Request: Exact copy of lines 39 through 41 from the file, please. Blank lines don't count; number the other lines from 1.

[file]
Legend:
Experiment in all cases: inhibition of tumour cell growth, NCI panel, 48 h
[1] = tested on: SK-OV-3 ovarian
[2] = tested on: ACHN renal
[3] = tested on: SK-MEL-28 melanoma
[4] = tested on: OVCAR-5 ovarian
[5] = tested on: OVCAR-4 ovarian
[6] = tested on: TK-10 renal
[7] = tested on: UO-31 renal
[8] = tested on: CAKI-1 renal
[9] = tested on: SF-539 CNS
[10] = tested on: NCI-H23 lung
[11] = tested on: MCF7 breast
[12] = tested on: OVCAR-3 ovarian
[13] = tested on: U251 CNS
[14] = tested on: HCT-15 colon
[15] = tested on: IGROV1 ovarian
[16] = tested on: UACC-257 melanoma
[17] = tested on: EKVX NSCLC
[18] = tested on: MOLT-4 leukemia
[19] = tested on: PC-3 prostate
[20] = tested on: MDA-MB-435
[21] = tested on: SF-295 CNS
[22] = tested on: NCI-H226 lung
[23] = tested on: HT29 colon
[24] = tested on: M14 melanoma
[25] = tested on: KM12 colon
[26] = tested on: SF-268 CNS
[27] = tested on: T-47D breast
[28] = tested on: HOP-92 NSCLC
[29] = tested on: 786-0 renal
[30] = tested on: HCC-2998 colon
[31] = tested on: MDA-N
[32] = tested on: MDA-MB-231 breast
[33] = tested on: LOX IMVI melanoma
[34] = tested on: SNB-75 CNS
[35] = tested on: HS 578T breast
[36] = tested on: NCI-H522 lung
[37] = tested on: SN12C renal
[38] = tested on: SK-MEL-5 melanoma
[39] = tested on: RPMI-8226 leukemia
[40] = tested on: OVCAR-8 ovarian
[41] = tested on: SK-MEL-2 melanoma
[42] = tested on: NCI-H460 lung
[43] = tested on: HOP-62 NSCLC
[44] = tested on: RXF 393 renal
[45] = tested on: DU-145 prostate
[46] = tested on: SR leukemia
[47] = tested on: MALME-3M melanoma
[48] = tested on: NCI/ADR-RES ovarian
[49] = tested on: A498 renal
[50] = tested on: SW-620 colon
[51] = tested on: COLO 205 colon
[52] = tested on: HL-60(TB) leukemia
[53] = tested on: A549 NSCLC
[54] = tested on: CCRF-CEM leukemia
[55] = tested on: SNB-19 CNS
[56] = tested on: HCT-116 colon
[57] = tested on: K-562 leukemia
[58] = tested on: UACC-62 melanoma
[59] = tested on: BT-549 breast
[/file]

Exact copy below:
[37] = tested on: SN12C renal
[38] = tested on: SK-MEL-5 melanoma
[39] = tested on: RPMI-8226 leukemia